Politics & Policy

Irrationalizing Employment Growth

Thankfully, partisan politicians are no match for Greenspan and the truth.

Alan Greenspan testified before Congress last week. In the Q&A session, rather than answer questions on monetary policy and interest rates — the Fed chairman’s forte — Dr. Greenspan got an earful from partisan politicians about the problems associated with continuing budget deficits and unemployment. Listening to the questions posed by both Republicans and Democrats, it became obvious that some politicians are more interested in pushing their political agendas than entering into reasonable dialogue about the health of the economy.

#ad# In particular, Democrats continue to press the idea that the first four Bush years have turned in the worst rate of job growth since the Hoover administration. The president’s detractors, however, should be made aware that Hoover raised taxes on the wealthy (just as Kerry proposes) and encouraged the Smoot Hawley tariff to protect farmers from foreign competition (just as Kerry wants to protect U.S. workers from outsourcing). These policies are given the blame for the Great Depression, which hit during Hoover’s one term as president back in the 1930s, and justifiably contribute to Hoover’s reputation as the worst president of the 20th century. One might think twice about voting for a candidate who advocates economic policies that are more like Hoover’s than the tax-cutting and free-trading policies of the late president John F. Kennedy.

Be that as it may, in the hearing last week one Democratic congressman went to great lengths to graphically depict employment growth during the Bush years. His aim seemed to be to get Greenspan to admit that, under this president, employment growth has been terrible. But when he asked Greenspan to confirm the data, we got a novel answer — one that underscores the irrational behavior of Democrats on this subject.

Greenspan pointed out that the major cause for slow growth in employment is productivity growth. In other words, the unusual ability of U.S. businesses to produce more goods and services with less physical labor is the cause of slow employment growth, not one or more of President Bush’s policies.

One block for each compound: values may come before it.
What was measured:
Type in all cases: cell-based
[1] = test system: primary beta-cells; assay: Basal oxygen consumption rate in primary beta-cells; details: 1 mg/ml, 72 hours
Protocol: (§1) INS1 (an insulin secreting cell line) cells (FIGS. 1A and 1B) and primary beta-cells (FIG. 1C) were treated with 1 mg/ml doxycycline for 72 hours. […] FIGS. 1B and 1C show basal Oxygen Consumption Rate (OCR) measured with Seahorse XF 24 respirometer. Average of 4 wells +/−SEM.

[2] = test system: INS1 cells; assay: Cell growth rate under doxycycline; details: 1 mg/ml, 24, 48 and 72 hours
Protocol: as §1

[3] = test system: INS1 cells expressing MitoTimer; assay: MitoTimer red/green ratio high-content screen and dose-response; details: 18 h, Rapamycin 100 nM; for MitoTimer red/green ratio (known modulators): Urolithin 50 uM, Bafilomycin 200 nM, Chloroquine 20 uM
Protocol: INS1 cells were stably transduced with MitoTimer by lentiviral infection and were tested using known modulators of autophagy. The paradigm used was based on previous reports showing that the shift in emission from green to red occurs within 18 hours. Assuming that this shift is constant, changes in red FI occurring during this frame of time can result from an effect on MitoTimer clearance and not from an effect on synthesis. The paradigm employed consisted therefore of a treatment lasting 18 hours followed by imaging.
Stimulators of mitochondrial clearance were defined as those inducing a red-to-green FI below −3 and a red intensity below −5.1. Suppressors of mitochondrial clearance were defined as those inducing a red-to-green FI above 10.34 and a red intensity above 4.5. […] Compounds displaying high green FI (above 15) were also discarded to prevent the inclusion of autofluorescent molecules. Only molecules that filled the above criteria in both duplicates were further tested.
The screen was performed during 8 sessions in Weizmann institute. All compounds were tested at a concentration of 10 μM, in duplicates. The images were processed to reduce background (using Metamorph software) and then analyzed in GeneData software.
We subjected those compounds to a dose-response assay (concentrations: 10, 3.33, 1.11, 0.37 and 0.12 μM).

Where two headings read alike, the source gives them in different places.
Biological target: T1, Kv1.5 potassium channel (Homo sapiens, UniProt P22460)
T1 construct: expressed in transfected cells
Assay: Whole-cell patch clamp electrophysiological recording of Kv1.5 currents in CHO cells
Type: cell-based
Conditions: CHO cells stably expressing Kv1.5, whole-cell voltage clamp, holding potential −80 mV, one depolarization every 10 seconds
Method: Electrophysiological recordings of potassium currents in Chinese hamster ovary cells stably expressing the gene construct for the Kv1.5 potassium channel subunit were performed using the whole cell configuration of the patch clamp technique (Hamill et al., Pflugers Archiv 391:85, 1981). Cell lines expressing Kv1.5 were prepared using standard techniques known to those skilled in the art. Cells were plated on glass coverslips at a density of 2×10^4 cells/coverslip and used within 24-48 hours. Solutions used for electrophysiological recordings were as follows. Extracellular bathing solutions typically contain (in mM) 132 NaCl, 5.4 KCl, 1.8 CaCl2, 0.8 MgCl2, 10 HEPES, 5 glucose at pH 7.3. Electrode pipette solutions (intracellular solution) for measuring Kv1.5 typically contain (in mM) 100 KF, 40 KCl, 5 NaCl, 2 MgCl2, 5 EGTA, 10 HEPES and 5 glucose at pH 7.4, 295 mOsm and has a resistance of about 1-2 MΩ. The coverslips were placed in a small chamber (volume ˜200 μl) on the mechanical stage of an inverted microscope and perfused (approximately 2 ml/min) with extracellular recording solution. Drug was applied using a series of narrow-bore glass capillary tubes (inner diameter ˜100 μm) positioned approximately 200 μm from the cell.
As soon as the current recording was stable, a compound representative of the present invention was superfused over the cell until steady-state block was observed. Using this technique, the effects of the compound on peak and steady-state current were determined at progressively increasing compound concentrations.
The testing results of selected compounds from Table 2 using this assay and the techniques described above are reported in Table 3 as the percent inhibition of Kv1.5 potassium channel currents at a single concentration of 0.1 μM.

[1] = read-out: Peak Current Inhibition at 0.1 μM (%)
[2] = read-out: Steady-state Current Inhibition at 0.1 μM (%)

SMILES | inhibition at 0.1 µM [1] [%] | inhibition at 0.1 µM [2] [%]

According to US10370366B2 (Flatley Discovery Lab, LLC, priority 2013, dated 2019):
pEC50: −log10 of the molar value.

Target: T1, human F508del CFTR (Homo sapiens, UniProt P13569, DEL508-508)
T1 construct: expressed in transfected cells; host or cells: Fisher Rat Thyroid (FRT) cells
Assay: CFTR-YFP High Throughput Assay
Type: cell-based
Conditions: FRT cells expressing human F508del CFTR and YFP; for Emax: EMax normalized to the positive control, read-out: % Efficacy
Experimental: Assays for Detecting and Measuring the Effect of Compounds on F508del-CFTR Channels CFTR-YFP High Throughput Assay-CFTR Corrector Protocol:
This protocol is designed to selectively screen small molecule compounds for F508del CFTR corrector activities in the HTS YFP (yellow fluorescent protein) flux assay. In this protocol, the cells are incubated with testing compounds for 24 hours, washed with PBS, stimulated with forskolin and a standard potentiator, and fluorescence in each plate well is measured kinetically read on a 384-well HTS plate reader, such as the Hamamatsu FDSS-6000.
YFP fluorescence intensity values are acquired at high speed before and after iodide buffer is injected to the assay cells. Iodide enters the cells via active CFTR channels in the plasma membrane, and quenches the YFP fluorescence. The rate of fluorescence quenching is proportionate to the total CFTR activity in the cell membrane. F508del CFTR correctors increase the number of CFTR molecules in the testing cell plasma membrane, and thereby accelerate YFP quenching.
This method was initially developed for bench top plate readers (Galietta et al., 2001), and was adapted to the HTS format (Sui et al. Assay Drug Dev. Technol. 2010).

The record increases in productivity mentioned by Greenspan have given every American the benefit of low inflation and the related low-interest-rate levels that have contributed to lower mortgage rates, lower car-loan rates, and the ability of workers to maintain more of their growth in real incomes. Simply, productivity allows for more output with fewer workers — lowering the need for more workers.

So, are the Democrats telling us that, in their world, productivity growth will have to be undermined if we are to overcome a slowdown in employment growth? Will they require companies to hire more people, thereby lowering productivity and increasing inflation? Do they even care why employment growth has been slow? I doubt it.

We all owe Alan Greenspan a great big thank you for pointing out that the reason why an economic event occurs can be more important than the event itself. Now that he has dispelled the linkage between Bush’s economic policies and slow employment growth, it is apparent that the Democrats have lost another reason for the electorate to overthrow a president who has made the right economic decisions during tough economic times.

– Thomas E. Nugent is executive vice president and chief investment officer of PlanMember Advisors, Inc. and chief investment officer for Victoria Capital Management, Inc.

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